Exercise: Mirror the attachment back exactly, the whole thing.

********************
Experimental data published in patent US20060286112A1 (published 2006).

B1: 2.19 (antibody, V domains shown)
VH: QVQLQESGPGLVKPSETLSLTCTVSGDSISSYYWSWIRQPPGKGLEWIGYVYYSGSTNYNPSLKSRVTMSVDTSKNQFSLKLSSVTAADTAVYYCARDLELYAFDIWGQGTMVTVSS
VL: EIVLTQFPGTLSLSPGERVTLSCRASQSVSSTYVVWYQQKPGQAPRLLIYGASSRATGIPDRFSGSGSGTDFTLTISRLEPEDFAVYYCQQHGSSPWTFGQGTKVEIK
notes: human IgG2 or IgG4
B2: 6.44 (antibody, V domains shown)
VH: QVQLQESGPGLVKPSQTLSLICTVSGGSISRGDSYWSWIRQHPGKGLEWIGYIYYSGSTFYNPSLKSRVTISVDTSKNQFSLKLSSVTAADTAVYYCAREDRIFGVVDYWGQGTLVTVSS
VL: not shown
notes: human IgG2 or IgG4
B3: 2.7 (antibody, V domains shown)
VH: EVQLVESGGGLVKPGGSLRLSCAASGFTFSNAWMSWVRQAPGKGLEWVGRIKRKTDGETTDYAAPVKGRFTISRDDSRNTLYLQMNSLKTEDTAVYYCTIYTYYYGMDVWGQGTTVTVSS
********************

Experimental data published in patent US20060286112A1 (published 2006).

B1: 2.19 (antibody, V domains shown)
VH: QVQLQESGPGLVKPSETLSLTCTVSGDSISSYYWSWIRQPPGKGLEWIGYVYYSGSTNYNPSLKSRVTMSVDTSKNQFSLKLSSVTAADTAVYYCARDLELYAFDIWGQGTMVTVSS
VL: EIVLTQFPGTLSLSPGERVTLSCRASQSVSSTYVVWYQQKPGQAPRLLIYGASSRATGIPDRFSGSGSGTDFTLTISRLEPEDFAVYYCQQHGSSPWTFGQGTKVEIK
notes: human IgG2 or IgG4
B2: 6.44 (antibody, V domains shown)
VH: QVQLQESGPGLVKPSQTLSLICTVSGGSISRGDSYWSWIRQHPGKGLEWIGYIYYSGSTFYNPSLKSRVTISVDTSKNQFSLKLSSVTAADTAVYYCAREDRIFGVVDYWGQGTLVTVSS
VL: not shown
notes: human IgG2 or IgG4
B3: 2.7 (antibody, V domains shown)
VH: EVQLVESGGGLVKPGGSLRLSCAASGFTFSNAWMSWVRQAPGKGLEWVGRIKRKTDGETTDYAAPVKGRFTISRDDSRNTLYLQMNSLKTEDTAVYYCTIYTYYYGMDVWGQGTTVTVSS